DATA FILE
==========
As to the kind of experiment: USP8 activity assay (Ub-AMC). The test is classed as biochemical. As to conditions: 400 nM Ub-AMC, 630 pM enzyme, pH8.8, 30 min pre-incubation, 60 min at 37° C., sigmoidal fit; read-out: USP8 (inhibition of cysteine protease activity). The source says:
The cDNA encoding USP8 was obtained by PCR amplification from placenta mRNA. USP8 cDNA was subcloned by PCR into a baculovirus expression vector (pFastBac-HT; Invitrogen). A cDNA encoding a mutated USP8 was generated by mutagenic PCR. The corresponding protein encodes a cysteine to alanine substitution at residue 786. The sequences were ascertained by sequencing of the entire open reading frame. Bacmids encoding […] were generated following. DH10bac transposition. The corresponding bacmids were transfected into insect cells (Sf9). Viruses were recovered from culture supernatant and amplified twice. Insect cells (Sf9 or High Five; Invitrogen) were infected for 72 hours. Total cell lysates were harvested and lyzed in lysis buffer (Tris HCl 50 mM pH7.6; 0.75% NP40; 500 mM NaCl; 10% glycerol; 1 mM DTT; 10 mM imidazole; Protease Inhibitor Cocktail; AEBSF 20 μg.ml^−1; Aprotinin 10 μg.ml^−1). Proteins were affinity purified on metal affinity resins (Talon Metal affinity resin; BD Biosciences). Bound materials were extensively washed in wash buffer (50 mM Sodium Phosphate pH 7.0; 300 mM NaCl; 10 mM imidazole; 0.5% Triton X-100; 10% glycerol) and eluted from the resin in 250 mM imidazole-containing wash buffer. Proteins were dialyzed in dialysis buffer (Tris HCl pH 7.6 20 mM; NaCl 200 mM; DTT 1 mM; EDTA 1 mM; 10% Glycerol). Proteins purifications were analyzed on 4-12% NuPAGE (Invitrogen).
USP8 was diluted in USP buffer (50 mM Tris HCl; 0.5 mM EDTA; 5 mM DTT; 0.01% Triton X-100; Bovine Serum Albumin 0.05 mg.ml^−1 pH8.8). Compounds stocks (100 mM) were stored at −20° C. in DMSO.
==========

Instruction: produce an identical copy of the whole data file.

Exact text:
As to the kind of experiment: USP8 activity assay (Ub-AMC). The test is classed as biochemical. As to conditions: 400 nM Ub-AMC, 630 pM enzyme, pH8.8, 30 min pre-incubation, 60 min at 37° C., sigmoidal fit; read-out: USP8 (inhibition of cysteine protease activity). The source says:
The cDNA encoding USP8 was obtained by PCR amplification from placenta mRNA. USP8 cDNA was subcloned by PCR into a baculovirus expression vector (pFastBac-HT; Invitrogen). A cDNA encoding a mutated USP8 was generated by mutagenic PCR. The corresponding protein encodes a cysteine to alanine substitution at residue 786. The sequences were ascertained by sequencing of the entire open reading frame. Bacmids encoding […] were generated following. DH10bac transposition. The corresponding bacmids were transfected into insect cells (Sf9). Viruses were recovered from culture supernatant and amplified twice. Insect cells (Sf9 or High Five; Invitrogen) were infected for 72 hours. Total cell lysates were harvested and lyzed in lysis buffer (Tris HCl 50 mM pH7.6; 0.75% NP40; 500 mM NaCl; 10% glycerol; 1 mM DTT; 10 mM imidazole; Protease Inhibitor Cocktail; AEBSF 20 μg.ml^−1; Aprotinin 10 μg.ml^−1). Proteins were affinity purified on metal affinity resins (Talon Metal affinity resin; BD Biosciences). Bound materials were extensively washed in wash buffer (50 mM Sodium Phosphate pH 7.0; 300 mM NaCl; 10 mM imidazole; 0.5% Triton X-100; 10% glycerol) and eluted from the resin in 250 mM imidazole-containing wash buffer. Proteins were dialyzed in dialysis buffer (Tris HCl pH 7.6 20 mM; NaCl 200 mM; DTT 1 mM; EDTA 1 mM; 10% Glycerol). Proteins purifications were analyzed on 4-12% NuPAGE (Invitrogen).
USP8 was diluted in USP buffer (50 mM Tris HCl; 0.5 mM EDTA; 5 mM DTT; 0.01% Triton X-100; Bovine Serum Albumin 0.05 mg.ml^−1 pH8.8). Compounds stocks (100 mM) were stored at −20° C. in DMSO.